Paper Bag Roses

I have finally made some more progress on my Paper Bag Roses quilt. It was so frustrating to not be able to see well enough to sew by hand! My new glasses are wonderful. Now that I can see small details again, I can get back to English Paper Piecing, which is my preferred method for sewing hexagons. As you can see from the thread tails in the photo, I baste my fabrics to the thin cardboard templates, and then whipstitch the hexies together. This flower came together twice as fast as the last one I made wearing my old glasses. Thank goodness for progressive lenses, even if they cost more than a mortgage payment!


It’s been awhile since I made any flowers for my garden. When I stitched this one I realized that I now have to get progressive lenses for my glasses. I can’t whipstitch hexies together¬†right now, so I have switched to hand piecing with a running stitch instead. We’ll see what happens when I get new glasses. I really love these fabrics, and had great fun putting this week’s flower together.

I have finally gathered together enough bits and pieces of floral fabrics to make a good start on the new version of Paper Bag Roses. I’m using 1.5 inch hexagons. As you can see, I have gone back to English Paper Piecing! It is more time consuming than hand piecing with marked seam lines, but I tried that and didn’t like the way the seams pressed out.

Joining Karen’s One Flower Wednesday group is very motivating! I sewed like the wind on Monday so that I would have a flower to show. Notice the thread burps on the front of the block¬†from the basting thread? I decided to use some el cheapo thread from years ago, since I didn’t want to “waste” good thread on basting. Big mistake. The cheap stuff tangled if I just looked at it the wrong way. So I set my frugal impulses aside and started basting with the good thread (Masterpiece by Superior Thread, there is nothing better). Lesson learned.

And aren’t the brown-eyed Susans looking nice this year? Flowers everywhere. I hope there are flowers blooming where you are today.

I’ve been rethinking the Paper Bag Roses quilt, both the fabric and the sewing method. I was using English Paper Piecing, similar to what I’m doing with the clamshells. I think it is still the best plan for those small curved clams, but I’ve just done this hexagon flower with Inklingo, and I like it so much better. So I’ve restarted Paper Bag Roses, and changed to some brighter fabric, too.

I’m using Inklingo as it was designed to be used–printing directly on the back of the fabric, and using a running stitch to join the seams together. It’s fast and accurate. Here’s a shot of the back of the hexie flower, so you can see how I pressed the seams.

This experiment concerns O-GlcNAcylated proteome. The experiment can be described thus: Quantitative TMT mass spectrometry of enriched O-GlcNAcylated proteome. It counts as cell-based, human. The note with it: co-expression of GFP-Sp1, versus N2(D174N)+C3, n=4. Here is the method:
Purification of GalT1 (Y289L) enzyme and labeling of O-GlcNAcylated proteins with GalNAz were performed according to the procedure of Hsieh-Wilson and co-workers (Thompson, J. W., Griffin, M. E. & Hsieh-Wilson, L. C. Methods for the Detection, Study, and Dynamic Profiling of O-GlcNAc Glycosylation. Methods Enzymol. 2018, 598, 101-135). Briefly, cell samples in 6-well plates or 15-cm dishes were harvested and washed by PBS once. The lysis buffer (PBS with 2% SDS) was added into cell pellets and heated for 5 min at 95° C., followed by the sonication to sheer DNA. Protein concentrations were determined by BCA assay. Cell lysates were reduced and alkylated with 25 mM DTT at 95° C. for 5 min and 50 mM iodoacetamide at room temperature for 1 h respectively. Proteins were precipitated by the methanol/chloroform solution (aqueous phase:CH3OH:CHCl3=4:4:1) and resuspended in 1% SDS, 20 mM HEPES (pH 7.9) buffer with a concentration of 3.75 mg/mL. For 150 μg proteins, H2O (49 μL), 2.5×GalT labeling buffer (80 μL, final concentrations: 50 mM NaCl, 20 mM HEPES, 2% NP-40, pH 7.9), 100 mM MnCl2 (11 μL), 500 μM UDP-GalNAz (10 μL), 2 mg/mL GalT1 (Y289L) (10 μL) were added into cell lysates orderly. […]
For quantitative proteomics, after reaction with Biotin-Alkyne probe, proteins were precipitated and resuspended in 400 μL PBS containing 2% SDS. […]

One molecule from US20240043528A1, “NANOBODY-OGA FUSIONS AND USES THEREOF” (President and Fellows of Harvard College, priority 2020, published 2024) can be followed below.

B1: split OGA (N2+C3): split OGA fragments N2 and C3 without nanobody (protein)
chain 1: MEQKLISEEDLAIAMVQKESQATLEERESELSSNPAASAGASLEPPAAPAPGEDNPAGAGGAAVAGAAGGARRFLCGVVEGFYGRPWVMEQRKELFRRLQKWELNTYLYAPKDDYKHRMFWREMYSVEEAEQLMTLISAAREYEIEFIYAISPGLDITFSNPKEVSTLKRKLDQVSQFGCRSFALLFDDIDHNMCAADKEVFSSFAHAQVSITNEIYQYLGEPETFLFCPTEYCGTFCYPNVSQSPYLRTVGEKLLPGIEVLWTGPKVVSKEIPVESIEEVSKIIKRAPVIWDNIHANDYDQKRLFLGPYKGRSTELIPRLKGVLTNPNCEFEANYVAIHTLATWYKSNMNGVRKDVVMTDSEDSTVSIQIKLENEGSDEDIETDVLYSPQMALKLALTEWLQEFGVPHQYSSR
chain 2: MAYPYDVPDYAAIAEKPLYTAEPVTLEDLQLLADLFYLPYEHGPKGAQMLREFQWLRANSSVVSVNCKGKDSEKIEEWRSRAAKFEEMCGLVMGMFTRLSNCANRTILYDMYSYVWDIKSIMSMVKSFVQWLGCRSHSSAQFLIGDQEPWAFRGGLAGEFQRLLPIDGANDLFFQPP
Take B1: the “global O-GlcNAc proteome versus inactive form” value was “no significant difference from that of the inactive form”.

I haven’t officially joined Karen’s One Flower Wednesday challenge group, but if I can stay on track with this project, I may just do that. I’m working away at the clamshells, and will have a new photo of the finished rows very soon! It’s hard to stay indoors and sew, though, when the back yard garden looks like this:

I have completed a couple of rosettes for the Paper Bag Roses quilt. This will be slow going for awhile. Not because it’s hand sewing, but because I have managed to injure my shoulder! My sewing and knitting have to be substantially curtailed until I recover. These rosettes were finished before the injury became painful.

I won’t join the rosettes to each other until I have made enough for the whole quilt. The blue fabrics are for rosette #3, and haven’t been sewn together yet. I’m using lots of different fabrics, combining rose prints with geometric and tone-on-tone designs. All of the fabric in the photo is from Japan (Lecien). I may add other florals to the Japanese fabrics, but I’m hoping to have enough fabric to make the whole quilt from Lecien’s florals.

Why am I calling it “Paper Bag Roses”? The name comes from the method I use to choose the fabric combination for each rosette. I don’t want to choose too carefully, because I want the quilt to look very scrappy–I think I have more than 30 different prints to use, and I don’t want to blend them too deliberately. To make the choices more random, I put the fabrics in a paper bag. I reach into the bag, without looking inside, and pull out one piece. This is the piece I use for the center of the rosette. For the petals of the rosette, I make another “blind” choice from the bag. Because I am using 2 fabrics for the petals, I then look in the bag and pull out a coordinating fabric for half of the petals. These fabrics don’t go back into the bag until every fabric has been used once. Then they all go back in, and so on until the quilt is done.

I was doing a little tidying the other day, and found a little project that I crocheted a couple of years ago. Clearly, I have a bit of a thing for hexagons.